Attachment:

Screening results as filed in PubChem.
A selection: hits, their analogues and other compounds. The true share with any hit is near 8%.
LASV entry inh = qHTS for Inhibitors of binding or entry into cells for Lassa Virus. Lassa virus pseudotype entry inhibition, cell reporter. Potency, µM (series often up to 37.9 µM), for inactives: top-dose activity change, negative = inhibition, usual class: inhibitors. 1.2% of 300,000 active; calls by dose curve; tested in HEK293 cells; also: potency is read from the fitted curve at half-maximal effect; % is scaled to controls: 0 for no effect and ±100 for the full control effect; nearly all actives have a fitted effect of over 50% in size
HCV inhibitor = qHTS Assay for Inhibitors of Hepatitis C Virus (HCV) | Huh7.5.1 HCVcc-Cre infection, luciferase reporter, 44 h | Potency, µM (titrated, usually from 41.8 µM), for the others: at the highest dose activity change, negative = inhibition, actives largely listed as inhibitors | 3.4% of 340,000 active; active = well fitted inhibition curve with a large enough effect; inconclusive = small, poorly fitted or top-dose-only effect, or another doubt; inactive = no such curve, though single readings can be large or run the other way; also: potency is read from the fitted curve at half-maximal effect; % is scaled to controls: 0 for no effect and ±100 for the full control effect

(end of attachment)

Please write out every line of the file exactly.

Screening results as filed in PubChem.
A selection: hits, their analogues and other compounds. The true share with any hit is near 8%.
LASV entry inh = qHTS for Inhibitors of binding or entry into cells for Lassa Virus. Lassa virus pseudotype entry inhibition, cell reporter. Potency, µM (series often up to 37.9 µM), for inactives: top-dose activity change, negative = inhibition, usual class: inhibitors. 1.2% of 300,000 active; calls by dose curve; tested in HEK293 cells; also: potency is read from the fitted curve at half-maximal effect; % is scaled to controls: 0 for no effect and ±100 for the full control effect; nearly all actives have a fitted effect of over 50% in size
HCV inhibitor = qHTS Assay for Inhibitors of Hepatitis C Virus (HCV) | Huh7.5.1 HCVcc-Cre infection, luciferase reporter, 44 h | Potency, µM (titrated, usually from 41.8 µM), for the others: at the highest dose activity change, negative = inhibition, actives largely listed as inhibitors | 3.4% of 340,000 active; active = well fitted inhibition curve with a large enough effect; inconclusive = small, poorly fitted or top-dose-only effect, or another doubt; inactive = no such curve, though single readings can be large or run the other way; also: potency is read from the fitted curve at half-maximal effect; % is scaled to controls: 0 for no effect and ±100 for the full control effect